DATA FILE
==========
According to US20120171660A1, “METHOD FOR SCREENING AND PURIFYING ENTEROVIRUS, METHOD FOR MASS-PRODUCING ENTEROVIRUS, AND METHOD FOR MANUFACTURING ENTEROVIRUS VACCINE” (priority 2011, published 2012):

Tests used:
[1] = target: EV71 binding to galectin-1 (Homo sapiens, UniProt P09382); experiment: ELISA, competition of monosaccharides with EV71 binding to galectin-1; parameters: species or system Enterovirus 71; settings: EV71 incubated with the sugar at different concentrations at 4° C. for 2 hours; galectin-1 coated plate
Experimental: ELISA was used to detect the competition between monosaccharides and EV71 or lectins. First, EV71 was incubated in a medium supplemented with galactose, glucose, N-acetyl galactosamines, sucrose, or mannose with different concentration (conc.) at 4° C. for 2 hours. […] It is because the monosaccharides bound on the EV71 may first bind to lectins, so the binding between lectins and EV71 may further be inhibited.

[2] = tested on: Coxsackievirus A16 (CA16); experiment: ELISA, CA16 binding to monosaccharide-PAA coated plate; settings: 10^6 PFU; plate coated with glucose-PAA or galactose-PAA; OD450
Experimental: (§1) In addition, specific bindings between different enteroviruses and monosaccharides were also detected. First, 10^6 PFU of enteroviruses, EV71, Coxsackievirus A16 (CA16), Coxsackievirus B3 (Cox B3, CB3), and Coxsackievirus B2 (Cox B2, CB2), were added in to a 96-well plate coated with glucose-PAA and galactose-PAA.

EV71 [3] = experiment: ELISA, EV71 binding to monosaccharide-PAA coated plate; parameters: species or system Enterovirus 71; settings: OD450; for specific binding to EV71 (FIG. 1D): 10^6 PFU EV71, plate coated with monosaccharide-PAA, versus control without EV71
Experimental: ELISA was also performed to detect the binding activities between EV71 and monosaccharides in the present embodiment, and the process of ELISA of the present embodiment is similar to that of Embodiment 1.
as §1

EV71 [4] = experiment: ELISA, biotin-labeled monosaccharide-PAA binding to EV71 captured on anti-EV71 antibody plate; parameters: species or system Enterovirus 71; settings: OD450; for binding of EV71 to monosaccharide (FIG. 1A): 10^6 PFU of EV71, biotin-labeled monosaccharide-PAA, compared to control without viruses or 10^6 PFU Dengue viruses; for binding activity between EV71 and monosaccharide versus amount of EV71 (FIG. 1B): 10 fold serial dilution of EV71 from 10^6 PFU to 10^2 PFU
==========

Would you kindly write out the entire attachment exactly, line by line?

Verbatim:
According to US20120171660A1, “METHOD FOR SCREENING AND PURIFYING ENTEROVIRUS, METHOD FOR MASS-PRODUCING ENTEROVIRUS, AND METHOD FOR MANUFACTURING ENTEROVIRUS VACCINE” (priority 2011, published 2012):

Tests used:
[1] = target: EV71 binding to galectin-1 (Homo sapiens, UniProt P09382); experiment: ELISA, competition of monosaccharides with EV71 binding to galectin-1; parameters: species or system Enterovirus 71; settings: EV71 incubated with the sugar at different concentrations at 4° C. for 2 hours; galectin-1 coated plate
Experimental: ELISA was used to detect the competition between monosaccharides and EV71 or lectins. First, EV71 was incubated in a medium supplemented with galactose, glucose, N-acetyl galactosamines, sucrose, or mannose with different concentration (conc.) at 4° C. for 2 hours. […] It is because the monosaccharides bound on the EV71 may first bind to lectins, so the binding between lectins and EV71 may further be inhibited.

[2] = tested on: Coxsackievirus A16 (CA16); experiment: ELISA, CA16 binding to monosaccharide-PAA coated plate; settings: 10^6 PFU; plate coated with glucose-PAA or galactose-PAA; OD450
Experimental: (§1) In addition, specific bindings between different enteroviruses and monosaccharides were also detected. First, 10^6 PFU of enteroviruses, EV71, Coxsackievirus A16 (CA16), Coxsackievirus B3 (Cox B3, CB3), and Coxsackievirus B2 (Cox B2, CB2), were added in to a 96-well plate coated with glucose-PAA and galactose-PAA.

EV71 [3] = experiment: ELISA, EV71 binding to monosaccharide-PAA coated plate; parameters: species or system Enterovirus 71; settings: OD450; for specific binding to EV71 (FIG. 1D): 10^6 PFU EV71, plate coated with monosaccharide-PAA, versus control without EV71
Experimental: ELISA was also performed to detect the binding activities between EV71 and monosaccharides in the present embodiment, and the process of ELISA of the present embodiment is similar to that of Embodiment 1.
as §1

EV71 [4] = experiment: ELISA, biotin-labeled monosaccharide-PAA binding to EV71 captured on anti-EV71 antibody plate; parameters: species or system Enterovirus 71; settings: OD450; for binding of EV71 to monosaccharide (FIG. 1A): 10^6 PFU of EV71, biotin-labeled monosaccharide-PAA, compared to control without viruses or 10^6 PFU Dengue viruses; for binding activity between EV71 and monosaccharide versus amount of EV71 (FIG. 1B): 10 fold serial dilution of EV71 from 10^6 PFU to 10^2 PFU